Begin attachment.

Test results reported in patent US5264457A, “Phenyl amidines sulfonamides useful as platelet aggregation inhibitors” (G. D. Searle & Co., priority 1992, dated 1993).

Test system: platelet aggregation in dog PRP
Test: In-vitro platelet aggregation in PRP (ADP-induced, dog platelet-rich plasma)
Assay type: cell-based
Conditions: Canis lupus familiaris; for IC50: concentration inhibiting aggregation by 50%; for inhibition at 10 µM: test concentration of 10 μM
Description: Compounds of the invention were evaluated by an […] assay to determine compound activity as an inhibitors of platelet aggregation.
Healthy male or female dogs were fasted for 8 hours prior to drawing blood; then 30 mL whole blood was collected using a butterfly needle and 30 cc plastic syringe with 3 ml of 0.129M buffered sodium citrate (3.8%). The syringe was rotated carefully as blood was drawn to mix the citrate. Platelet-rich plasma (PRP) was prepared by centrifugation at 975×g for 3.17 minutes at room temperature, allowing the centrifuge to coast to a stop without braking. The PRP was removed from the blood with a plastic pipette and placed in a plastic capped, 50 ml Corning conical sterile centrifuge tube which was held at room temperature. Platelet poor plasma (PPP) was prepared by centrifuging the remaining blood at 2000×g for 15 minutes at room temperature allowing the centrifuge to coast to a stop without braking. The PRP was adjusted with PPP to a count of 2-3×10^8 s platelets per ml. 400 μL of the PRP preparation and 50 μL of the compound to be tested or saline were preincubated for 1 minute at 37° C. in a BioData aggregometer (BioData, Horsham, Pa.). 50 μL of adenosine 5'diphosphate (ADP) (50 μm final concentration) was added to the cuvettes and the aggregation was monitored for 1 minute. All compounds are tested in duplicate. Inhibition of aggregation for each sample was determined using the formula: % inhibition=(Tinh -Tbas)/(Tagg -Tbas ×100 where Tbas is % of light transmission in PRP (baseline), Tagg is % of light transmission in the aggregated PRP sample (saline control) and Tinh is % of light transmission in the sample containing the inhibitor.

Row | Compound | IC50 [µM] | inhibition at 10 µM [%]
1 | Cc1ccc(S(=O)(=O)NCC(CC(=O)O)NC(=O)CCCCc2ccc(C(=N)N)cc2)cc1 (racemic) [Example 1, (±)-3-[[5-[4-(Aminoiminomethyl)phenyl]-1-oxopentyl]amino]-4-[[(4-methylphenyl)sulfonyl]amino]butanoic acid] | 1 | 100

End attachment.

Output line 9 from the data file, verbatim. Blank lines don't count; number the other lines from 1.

1 | Cc1ccc(S(=O)(=O)NCC(CC(=O)O)NC(=O)CCCCc2ccc(C(=N)N)cc2)cc1 (racemic) [Example 1, (±)-3-[[5-[4-(Aminoiminomethyl)phenyl]-1-oxopentyl]amino]-4-[[(4-methylphenyl)sulfonyl]amino]butanoic acid] | 1 | 100